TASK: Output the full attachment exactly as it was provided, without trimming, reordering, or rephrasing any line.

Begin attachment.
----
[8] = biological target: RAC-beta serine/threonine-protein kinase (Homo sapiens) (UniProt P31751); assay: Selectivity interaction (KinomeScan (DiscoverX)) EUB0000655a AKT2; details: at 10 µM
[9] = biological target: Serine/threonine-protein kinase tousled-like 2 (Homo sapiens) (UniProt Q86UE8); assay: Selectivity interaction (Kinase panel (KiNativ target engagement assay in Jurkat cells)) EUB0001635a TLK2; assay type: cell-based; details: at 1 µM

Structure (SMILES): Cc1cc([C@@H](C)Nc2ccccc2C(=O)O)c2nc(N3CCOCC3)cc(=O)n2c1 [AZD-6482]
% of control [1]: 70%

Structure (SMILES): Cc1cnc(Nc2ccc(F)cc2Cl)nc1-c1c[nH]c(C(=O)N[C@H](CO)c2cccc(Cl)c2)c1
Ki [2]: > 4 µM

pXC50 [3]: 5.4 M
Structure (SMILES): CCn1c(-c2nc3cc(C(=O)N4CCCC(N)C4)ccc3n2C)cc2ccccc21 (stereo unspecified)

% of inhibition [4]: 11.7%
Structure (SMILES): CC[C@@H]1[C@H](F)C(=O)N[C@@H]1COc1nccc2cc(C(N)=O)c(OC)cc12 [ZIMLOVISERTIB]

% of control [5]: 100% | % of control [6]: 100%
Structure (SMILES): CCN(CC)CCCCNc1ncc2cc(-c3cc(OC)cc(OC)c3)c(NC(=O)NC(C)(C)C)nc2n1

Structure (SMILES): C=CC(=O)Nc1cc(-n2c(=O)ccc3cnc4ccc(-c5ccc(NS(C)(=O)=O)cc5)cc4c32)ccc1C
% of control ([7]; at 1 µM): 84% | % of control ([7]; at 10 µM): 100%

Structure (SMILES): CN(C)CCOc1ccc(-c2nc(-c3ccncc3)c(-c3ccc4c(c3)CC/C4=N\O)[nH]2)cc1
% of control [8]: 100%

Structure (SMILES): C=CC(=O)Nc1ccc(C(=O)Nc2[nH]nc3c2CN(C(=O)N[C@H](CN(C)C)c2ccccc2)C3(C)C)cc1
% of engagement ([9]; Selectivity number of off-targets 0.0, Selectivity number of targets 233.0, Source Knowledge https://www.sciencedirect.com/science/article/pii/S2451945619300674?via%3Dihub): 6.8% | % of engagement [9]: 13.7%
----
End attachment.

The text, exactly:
[8] = biological target: RAC-beta serine/threonine-protein kinase (Homo sapiens) (UniProt P31751); assay: Selectivity interaction (KinomeScan (DiscoverX)) EUB0000655a AKT2; details: at 10 µM
[9] = biological target: Serine/threonine-protein kinase tousled-like 2 (Homo sapiens) (UniProt Q86UE8); assay: Selectivity interaction (Kinase panel (KiNativ target engagement assay in Jurkat cells)) EUB0001635a TLK2; assay type: cell-based; details: at 1 µM

Structure (SMILES): Cc1cc([C@@H](C)Nc2ccccc2C(=O)O)c2nc(N3CCOCC3)cc(=O)n2c1 [AZD-6482]
% of control [1]: 70%

Structure (SMILES): Cc1cnc(Nc2ccc(F)cc2Cl)nc1-c1c[nH]c(C(=O)N[C@H](CO)c2cccc(Cl)c2)c1
Ki [2]: > 4 µM

pXC50 [3]: 5.4 M
Structure (SMILES): CCn1c(-c2nc3cc(C(=O)N4CCCC(N)C4)ccc3n2C)cc2ccccc21 (stereo unspecified)

% of inhibition [4]: 11.7%
Structure (SMILES): CC[C@@H]1[C@H](F)C(=O)N[C@@H]1COc1nccc2cc(C(N)=O)c(OC)cc12 [ZIMLOVISERTIB]

% of control [5]: 100% | % of control [6]: 100%
Structure (SMILES): CCN(CC)CCCCNc1ncc2cc(-c3cc(OC)cc(OC)c3)c(NC(=O)NC(C)(C)C)nc2n1

Structure (SMILES): C=CC(=O)Nc1cc(-n2c(=O)ccc3cnc4ccc(-c5ccc(NS(C)(=O)=O)cc5)cc4c32)ccc1C
% of control ([7]; at 1 µM): 84% | % of control ([7]; at 10 µM): 100%

Structure (SMILES): CN(C)CCOc1ccc(-c2nc(-c3ccncc3)c(-c3ccc4c(c3)CC/C4=N\O)[nH]2)cc1
% of control [8]: 100%

Structure (SMILES): C=CC(=O)Nc1ccc(C(=O)Nc2[nH]nc3c2CN(C(=O)N[C@H](CN(C)C)c2ccccc2)C3(C)C)cc1
% of engagement ([9]; Selectivity number of off-targets 0.0, Selectivity number of targets 233.0, Source Knowledge https://www.sciencedirect.com/science/article/pii/S2451945619300674?via%3Dihub): 6.8% | % of engagement [9]: 13.7%